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The Root of Corruption

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SYLLABUS
STUDIES IN THE BOOK OF Jeremiah

JEREMIAH 22
Lesson #23
THE ROOT OF CORRUPTION

  • Memory Verse: Jer 22:29
  • This chapter contains an extremely harsh judgment on one of Judah’s kings, King Jeconiah. The judgment is more severe than the judgment on Judas Iscariot or on Cain who killed his brother Abel.
  • Along with this severe judgment, this chapter also presents us with one of the most amazing prophecies in the Word of God and the multifaceted complications that this prophecy caused.
  • Read Jer 22:1-19 The Root of Corruption
    • A message to King Jehoahaz and King Jehoiakim:
      • The message deals with honest practices in every-day life…business practices, civil practices, and legal practices.
        • God tells these kings to deal justly in what is right with the foreigner, the orphans, and the widows. (3)
        • God tells these kings to deal justly without violence.
      • This is God’s call for a government without corruption.
        • However, history bears out the fact that when corruption gets a hold on the government, it is very difficult to get rid of it.
        • Why?
          • The people become used to corruption that carries with it power, money, and greed.
          • An ingrained pattern of corruption has insidious roots that pervade all of culture and society and make it difficult to remove.

To remove a deeply ingrained corruption from society will have consequences on all the rest of society.

The deeper and more pervasive the corruption, the more there will be great disruption in society when corruption is removed.

Sometimes, the initial removal of corruption is worse than enduring the corruption.

Israel is the example.

God took drastic measures to free Israel from the depths of idolatry and corruption in the government. It was like pulling out a weed with a big tap root and an extensive root system.

God uprooted the people and the whole society by removing them from the land in order to kill this root of corruption.

    • The historical reason for this message to Judah’s kings:
      • During and immediately after the reign of King Josiah, the economy of Israel was prospering. The rich people were getting richer and the poor people were getting poorer.
      • From the kings down to the local business men, corruption ruled in the affairs of men.
        • God condemned them for the way they dishonestly obtained their wealth.
        • God condemned them for the way they dishonestly used their wealth.
        • The kings must use their power for good to insure their prosperity and the prosperity of the nation instead of using their power for evil.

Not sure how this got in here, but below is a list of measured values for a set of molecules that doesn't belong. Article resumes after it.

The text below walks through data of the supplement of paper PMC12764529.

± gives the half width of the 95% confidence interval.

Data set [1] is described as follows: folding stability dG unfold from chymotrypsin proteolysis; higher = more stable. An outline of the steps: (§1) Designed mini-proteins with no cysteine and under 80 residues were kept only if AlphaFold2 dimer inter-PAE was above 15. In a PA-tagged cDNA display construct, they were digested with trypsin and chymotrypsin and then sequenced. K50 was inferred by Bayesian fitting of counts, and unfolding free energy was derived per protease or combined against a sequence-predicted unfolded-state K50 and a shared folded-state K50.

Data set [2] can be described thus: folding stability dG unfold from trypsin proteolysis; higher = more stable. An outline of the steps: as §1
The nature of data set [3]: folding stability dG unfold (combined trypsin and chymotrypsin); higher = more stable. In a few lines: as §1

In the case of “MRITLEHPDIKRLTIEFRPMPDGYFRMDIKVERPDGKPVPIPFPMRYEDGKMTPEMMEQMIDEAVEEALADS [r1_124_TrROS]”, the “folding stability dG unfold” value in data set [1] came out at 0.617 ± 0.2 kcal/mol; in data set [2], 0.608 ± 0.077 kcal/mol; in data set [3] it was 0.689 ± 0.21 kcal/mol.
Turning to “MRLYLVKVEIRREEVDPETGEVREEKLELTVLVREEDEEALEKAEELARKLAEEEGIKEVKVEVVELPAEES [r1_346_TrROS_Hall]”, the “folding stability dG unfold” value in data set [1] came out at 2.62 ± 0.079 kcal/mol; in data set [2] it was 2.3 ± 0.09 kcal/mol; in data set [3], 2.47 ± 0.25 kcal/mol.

• The kings’ families would suffer if they did not stop their sin of excess dishonesty.
    • The appropriate order of kings is this:
      • Josiah (31 years)
      • Jehoahaz (3 months)
      • Jehoiakim (11 years)
      • Jeconiah (Jehoiachin, Coniah) (3 months and 10 days)
      • Zedekiah (11 years)
    • Good King Josiah had three sons, all of which became evil kings and one grandson who was also an evil king:
      • The eldest son was Eliakim whose name was changed to Jehoiakim. (2Kin 23:34-24:7 2Chr 36:4-8)
      • The middle son was Jehoahaz (Johanan). (2Kin 23:31-33 2Chr 36:1-3)
      • The youngest son was Zedekiah (Mattaniah, Shallum). We discussed him in our previous lesson.
      • Jeconiah (Jehoachin, Jeconias, or Coniah). (2Kin 24:8-16 2Chr 36:9-10). He was Josiah’s grandson from his son Jehoiakim.
    • The History of the kings:
      • =1= Evil King Jehoahaz (Johanan), the middle son was the first to reign when he was 23 years old.
        • After the death of King Josiah, the people chose the middle son, Jehoahaz, to reign. The people did not trust the oldest son, so insisted on the middle son, even though the oldest son had the legitimate right to rule.
        • However, after 3 months Jehoahaz was removed by the Pharaoh of Egypt and taken prisoner where he died in Egypt as predicted by Jeremiah. (Jer 22:11-12)
      • =2= Evil King Jehoiakim (Eliakim). He was the eldest son and was placed on the throne of Judah by Egypt. He began to reign when he was 25years old.
        • He was not happy with the palace of his father and built a new one squandering state funds and using forced labor. He also stole elements from the temple to adorn his own palace. It is this corruption that Jeremiah mentions in Jer 22:13-14.
        • He was forced to pay tribute to Babylon for awhile, but eventually revolted after 11 years.
        • He died in Jerusalem for his rebellion against Babylon and died shamefully (18-19). Josephus tells us that Nebuchadnezzar killed him some distance from the gates of Jerusalem and left him unburied in a ditch.
      • =3= Evil King Jeconiah (Jehoiachin or Jeconias, Coniah) (2Kin 24:8-16 2Chr 36:9-10)